What could make a difference now? U.S. President-elect Joe Biden could say his administration disagrees with Donald Trump’s action and instead continues to support a U.N.-negotiated settlement (and then actively push for it to happen). But perhaps even more effective would be for businesses to respect international consensus as well. For example, a subsidiary of German mega corporation Siemens AG (Siemens Gamesa Renewable Energy) is partnering with Moroccan state company Nareva to operate wind parks in the occupied territory. Another company in the alternative-energy industry that operates in the occupied territory is Italy's Enel Green Power, which soon will kick off construction of a 300 MW wind farm.

"For their projects on occupied land, Siemens and Enel are in cahoots with a company that is not only owned by the king of the occupying regime, but that is now also reported to be reaping the benefits of a move that has sold-out the international legal order, as well as the peoples of Palestine and Western Sahara," says Tim Sauer from Western Sahara Resource Watch (WSRW).

A similar situation exists in the fisheries market. The European Union’s highest court ruled in December 2016 that Western Sahara cannot be included in the union’s trade deal with Morocco, saying the Saharawi people must consent. Yet the EU continues to import fisheries products from occupied Western Sahara, indirectly supporting Morocco’s illegal claims to the territory.

History and experience in other areas of the world have shown that it will be difficult—if not impossible—for the United Nations to insist on respect for its resolutions if businesses do not lead the way.

A lucrative part of this trade is the import of fishmeal and oil. The largest importer of Western Sahara fishmeal is the Bremen-based company Köster Marine Proteins GmbH (KMP). The company owns the city’s Köster Terminal, the continent’s biggest fishmeal terminal, and advertises itself as Europe’s leading fishmeal distributor. On its website, KMP states that it purchases its fishmeal from Morocco, with no mention of Western Sahara. Yet WSRW reports that KMP has imported fishmeal from 16 countries in the past. “This diversity of suppliers suggests it is possible for the company to use suppliers from other countries should it choose to do so,” the organization says.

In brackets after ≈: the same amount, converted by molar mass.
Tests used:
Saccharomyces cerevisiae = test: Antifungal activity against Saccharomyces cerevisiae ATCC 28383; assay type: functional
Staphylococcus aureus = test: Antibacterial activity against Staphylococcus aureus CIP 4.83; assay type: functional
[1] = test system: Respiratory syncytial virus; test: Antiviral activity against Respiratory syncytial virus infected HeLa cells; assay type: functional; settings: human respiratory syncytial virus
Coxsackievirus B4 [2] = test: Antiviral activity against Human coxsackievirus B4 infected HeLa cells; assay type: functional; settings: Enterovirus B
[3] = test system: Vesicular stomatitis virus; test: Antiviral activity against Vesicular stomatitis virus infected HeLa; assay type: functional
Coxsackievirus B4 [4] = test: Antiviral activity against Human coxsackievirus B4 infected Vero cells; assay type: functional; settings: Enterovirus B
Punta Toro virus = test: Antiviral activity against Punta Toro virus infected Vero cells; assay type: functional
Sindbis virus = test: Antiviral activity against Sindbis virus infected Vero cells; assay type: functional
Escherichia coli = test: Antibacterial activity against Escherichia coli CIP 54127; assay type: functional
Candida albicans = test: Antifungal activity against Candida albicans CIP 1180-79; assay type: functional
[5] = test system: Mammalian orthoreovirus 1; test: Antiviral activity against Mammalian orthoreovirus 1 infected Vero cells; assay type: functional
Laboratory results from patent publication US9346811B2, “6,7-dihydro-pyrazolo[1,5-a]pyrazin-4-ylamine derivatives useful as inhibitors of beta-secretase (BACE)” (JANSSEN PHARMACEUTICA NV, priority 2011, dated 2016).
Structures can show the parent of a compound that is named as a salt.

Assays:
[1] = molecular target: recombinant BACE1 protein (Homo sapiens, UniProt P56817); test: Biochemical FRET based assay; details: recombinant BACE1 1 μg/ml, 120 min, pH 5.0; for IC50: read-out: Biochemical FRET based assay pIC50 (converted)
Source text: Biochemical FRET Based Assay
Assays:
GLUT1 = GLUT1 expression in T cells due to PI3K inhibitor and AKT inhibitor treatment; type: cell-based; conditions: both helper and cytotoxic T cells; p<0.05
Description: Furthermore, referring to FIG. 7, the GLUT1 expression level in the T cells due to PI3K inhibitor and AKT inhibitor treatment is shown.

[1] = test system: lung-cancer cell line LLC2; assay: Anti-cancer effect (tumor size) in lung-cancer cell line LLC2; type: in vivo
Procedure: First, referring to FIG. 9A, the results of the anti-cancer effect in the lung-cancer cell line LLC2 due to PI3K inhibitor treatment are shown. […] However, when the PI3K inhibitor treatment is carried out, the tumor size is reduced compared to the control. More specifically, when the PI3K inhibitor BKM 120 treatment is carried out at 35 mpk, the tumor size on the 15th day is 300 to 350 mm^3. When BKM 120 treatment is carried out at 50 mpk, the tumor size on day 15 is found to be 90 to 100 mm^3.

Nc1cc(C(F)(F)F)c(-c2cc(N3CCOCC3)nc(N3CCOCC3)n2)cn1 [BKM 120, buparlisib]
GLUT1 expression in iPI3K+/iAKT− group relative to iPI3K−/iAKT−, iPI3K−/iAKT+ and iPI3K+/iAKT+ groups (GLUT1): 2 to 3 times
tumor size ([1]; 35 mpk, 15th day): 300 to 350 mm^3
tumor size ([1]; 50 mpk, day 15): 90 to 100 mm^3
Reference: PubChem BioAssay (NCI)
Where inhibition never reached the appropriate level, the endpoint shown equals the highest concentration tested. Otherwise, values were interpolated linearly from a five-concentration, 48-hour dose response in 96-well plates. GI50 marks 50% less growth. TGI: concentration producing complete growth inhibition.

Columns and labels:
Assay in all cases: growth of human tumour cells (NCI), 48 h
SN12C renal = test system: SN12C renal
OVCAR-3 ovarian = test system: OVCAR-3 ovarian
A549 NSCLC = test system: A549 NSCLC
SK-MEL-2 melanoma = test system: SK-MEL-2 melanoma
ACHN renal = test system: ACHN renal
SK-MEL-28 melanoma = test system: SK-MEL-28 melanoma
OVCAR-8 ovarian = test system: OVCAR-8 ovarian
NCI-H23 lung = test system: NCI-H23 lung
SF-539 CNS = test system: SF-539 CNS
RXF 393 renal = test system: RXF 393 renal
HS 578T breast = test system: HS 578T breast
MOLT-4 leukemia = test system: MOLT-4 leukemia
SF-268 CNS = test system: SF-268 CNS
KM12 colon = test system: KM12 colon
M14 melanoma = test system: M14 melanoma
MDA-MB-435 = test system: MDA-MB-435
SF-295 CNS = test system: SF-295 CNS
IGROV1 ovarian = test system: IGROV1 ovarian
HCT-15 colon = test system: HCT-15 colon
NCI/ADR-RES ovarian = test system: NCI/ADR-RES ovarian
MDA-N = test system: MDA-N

Still another industry that exploits Western Sahara via Morocco is the mining of phosphate for fertilizer. For example, Ravensdown and Ballance Agri-Nutrients are two farmers' collectives in New Zealand that continue to import phosphate rock from occupied Western Sahara.

Earlier this year, New Zealand’s minister of foreign affairs wrote that "the government has consistently made it clear to companies importing from Western Sahara that they must comply with international law and seek independent legal advice, and that they import at their own risk."

History and experience in other areas of the world (again, think Palestine) have shown that it will be difficult—if not impossible—for the United Nations to insist on respect for its resolutions if businesses do not lead the way. Instead of placing profits and expediency over human rights, businesses must pay attention to the implications of where they source their supplies.